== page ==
Washington D.C. Cop Bullies Videographer from Recording Arrest

https://youtu.be/sQM63BDZkZc
A bully of a Washington D.C. cop  named C.C. Reynolds tried his best to intimidate a man from video recording officers piling on top of a man on the sidewalk, claiming it made the videographer part of “the investigation,” even though the man was standing about 50 feet away. Oozing of arrogance and insolence, Reynolds claimed the sidewalk was not public, ordering the man to leave, then claiming he could confiscate the camera as “evidence.” Andrew Heining, the man with the camera, did a good job of standing up for his rights, even though it was clear that Reynolds was itching to get physical with him, at one point even grabbing the man’s bicycle and then trying to move him closer to the scene in typical contradictory cop style. Reynolds spent several minutes harassing Heining, demanding identification, peppering him with questions as a couple more officers walked up and joined in the thuggery. Reynolds eventually taped off the entire sidewalk with crime ribbon to keep Heining away, ignoring several other citizens walking inside the perimeter without cameras. According to Heining’s [__Youtube description:__](http://photographyisnotacrime.com/wp-content/uploads/2014/09/watch?v=9PI4AV1aDOc&feature=youtu.be) > I pulled out my phone and began recording when I came upon a man being physically restrained by 7 D.C. police officers outside the downtown branch of the D.C. Public Library September 7, 2014, at 6:24 p.m. > The video came out blurry, but 48 seconds in, Officer C.C. Reynolds (badge 3983) didn’t like that I was recording the proceedings, and tried to intimidate me into leaving the scene. > I don’t know what happened before this, whether the man was indeed fighting, or whether the large police response was warranted, but in light of the recent events in Ferguson, Mo., Staten Island, N.Y., and elsewhere, I thought it prudent to stay and observe the arrest. I know that I have a right to occupy a public place, and that recording the police isn’t cause for suspicion or accusation of wrongdoing. > I don’t appreciate the intimidation tactics Officer Reynolds used to try to bully me into leaving. I believe the D.C. Police Department should apologize, reprimand Officer Reynolds, and work to ensure that its officers understand the rights of the public. Two years ago, the Metropolitan Police Department, which is the official name of the Washington D.C. police department, [__issued guidelines to officers,__](http://photographyisnotacrime.com/wp-content/uploads/2014/09/dc-police-chief-order-citizens-right-record) instructing them not to harass or intimidate citizens from recording, which was a result of a lawsuit filed by longtime PINAC reader Jerome Vorus. Contact the MPD: > Phone: (202) 727-9099 > Email:[__mpd@dc.gov__](mailto:mpd@dc.gov) **UPDATE**: Heining updated the video with the following info: >  9/10/14: I filled out a PD-99 Citizen Complaint form with MPD Sunday night and submitted it to Internal Affairs and the District 1 Commander. I heard back from Commander Jeff Brown and Captain Brian Harris on Monday afternoon, and again from Capt. Harris Tuesday night. Capt. Harris told me the officers shown were clearly in the wrong, that he and another officer he showed it to said “What the hell!?” aloud while watching it. He told me that the officers in the video would be disciplined. > Prior to this incident I wasn’t aware of MPD General Order 304.19 set forth in July, 2012 regarding “Video Recording, Photographing, and Audio Recording of Metropolitan Police Department Members by the Public.” It’s found here and addresses a number of the issues I brought up in the video: [__https://go.mpdconline.com/GO/GO_304_1…__](http://photographyisnotacrime.com/wp-content/uploads/2014/09/GO_304_19.pdf “https://go.mpdconline.com/GO/GO_304_19.pdf”)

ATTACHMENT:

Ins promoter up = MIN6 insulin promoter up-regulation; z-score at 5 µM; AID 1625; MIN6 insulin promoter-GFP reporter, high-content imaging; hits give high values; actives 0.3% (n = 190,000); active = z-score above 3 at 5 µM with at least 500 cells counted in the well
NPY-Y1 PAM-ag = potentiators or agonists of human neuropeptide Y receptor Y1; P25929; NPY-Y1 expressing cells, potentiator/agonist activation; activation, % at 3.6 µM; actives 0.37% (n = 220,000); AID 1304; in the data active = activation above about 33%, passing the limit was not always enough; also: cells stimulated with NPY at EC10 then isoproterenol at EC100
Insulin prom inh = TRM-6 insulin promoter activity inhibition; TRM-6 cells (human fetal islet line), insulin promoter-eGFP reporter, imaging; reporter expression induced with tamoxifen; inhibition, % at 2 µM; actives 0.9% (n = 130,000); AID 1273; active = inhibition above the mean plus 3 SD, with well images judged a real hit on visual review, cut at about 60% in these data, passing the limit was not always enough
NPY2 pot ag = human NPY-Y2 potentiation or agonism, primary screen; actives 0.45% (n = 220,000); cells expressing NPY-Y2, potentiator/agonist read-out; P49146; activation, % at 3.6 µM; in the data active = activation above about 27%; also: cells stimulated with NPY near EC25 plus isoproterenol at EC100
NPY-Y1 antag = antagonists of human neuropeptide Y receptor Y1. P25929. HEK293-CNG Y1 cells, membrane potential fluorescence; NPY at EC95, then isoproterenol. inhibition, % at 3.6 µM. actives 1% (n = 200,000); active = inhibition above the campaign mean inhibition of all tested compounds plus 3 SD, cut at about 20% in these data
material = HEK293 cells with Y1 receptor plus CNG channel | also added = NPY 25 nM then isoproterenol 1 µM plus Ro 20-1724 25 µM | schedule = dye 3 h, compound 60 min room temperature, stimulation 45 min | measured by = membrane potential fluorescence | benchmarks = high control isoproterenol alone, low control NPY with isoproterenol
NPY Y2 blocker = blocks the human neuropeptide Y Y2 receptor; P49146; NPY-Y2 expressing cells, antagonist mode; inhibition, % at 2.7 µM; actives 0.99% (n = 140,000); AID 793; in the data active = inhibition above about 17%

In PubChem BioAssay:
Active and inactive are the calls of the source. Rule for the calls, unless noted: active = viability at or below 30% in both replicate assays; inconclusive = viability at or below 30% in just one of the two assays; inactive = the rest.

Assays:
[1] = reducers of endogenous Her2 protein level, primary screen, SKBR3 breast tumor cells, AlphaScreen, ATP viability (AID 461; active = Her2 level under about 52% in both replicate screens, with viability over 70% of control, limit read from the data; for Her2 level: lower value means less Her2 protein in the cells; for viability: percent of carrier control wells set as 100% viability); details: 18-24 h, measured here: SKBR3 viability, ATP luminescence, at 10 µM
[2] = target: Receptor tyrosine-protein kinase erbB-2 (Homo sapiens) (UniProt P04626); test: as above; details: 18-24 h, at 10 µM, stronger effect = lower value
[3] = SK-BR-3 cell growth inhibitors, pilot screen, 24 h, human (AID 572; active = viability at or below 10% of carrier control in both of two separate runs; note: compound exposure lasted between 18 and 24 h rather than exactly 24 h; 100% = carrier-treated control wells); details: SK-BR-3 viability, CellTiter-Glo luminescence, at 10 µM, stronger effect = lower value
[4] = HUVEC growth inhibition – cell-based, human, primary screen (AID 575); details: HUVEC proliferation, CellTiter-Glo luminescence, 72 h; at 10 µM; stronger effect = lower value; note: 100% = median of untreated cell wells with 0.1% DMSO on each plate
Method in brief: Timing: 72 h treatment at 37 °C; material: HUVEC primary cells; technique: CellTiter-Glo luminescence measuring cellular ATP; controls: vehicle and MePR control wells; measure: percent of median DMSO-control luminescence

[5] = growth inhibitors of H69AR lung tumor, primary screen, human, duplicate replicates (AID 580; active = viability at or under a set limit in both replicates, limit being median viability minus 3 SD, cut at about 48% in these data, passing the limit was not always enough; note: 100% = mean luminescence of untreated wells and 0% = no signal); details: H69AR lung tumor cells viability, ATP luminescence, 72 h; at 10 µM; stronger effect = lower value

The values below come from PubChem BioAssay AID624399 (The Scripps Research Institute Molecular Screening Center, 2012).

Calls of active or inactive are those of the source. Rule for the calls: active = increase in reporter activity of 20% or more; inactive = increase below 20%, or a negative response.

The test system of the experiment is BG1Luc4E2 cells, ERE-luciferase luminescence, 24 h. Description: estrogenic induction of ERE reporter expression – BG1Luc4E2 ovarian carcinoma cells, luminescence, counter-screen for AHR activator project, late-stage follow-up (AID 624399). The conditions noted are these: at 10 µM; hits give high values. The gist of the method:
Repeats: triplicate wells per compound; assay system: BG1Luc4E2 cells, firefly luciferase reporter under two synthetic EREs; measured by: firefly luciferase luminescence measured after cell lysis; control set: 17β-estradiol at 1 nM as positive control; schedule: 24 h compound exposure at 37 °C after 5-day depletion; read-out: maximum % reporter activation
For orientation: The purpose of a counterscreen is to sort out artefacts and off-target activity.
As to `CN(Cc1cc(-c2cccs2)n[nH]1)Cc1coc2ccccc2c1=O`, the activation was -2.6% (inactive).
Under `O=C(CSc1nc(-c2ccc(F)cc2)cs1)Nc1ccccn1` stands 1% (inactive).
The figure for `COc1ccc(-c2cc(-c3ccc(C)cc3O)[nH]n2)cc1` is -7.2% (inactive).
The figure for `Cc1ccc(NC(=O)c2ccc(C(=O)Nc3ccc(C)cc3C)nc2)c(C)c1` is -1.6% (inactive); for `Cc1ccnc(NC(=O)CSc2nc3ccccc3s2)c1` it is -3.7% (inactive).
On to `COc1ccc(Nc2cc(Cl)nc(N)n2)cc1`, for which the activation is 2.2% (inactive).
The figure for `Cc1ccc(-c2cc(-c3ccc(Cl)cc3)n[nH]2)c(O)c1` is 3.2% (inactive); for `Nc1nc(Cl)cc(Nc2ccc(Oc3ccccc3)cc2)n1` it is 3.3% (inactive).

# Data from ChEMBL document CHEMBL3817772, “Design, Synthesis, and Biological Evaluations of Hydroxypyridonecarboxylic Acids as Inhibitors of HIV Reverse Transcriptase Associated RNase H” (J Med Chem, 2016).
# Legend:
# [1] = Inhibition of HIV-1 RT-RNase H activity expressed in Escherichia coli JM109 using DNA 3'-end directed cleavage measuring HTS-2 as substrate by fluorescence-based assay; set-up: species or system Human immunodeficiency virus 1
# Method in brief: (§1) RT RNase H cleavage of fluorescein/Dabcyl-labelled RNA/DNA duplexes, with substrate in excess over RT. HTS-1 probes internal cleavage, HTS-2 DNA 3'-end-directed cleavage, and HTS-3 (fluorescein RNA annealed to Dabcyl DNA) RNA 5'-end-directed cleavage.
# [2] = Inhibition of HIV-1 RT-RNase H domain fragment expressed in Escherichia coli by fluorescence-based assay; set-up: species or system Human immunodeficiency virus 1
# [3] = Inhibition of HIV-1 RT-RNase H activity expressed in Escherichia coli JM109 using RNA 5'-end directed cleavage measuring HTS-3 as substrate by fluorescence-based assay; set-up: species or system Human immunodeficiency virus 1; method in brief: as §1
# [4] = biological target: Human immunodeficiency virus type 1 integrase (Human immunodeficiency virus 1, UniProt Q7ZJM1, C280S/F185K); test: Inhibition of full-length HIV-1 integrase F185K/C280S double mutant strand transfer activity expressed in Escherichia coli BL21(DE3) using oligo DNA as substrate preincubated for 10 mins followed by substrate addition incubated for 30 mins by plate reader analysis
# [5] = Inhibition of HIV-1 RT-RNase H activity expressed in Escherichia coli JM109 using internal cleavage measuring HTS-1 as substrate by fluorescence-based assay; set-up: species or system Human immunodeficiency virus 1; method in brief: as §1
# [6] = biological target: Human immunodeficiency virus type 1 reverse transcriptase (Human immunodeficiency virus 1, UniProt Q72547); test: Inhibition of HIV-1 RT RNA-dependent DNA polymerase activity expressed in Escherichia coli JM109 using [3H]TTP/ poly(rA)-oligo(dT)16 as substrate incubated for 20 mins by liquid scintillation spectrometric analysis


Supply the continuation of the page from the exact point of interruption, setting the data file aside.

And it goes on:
https://youtu.be/sQM63BDZkZc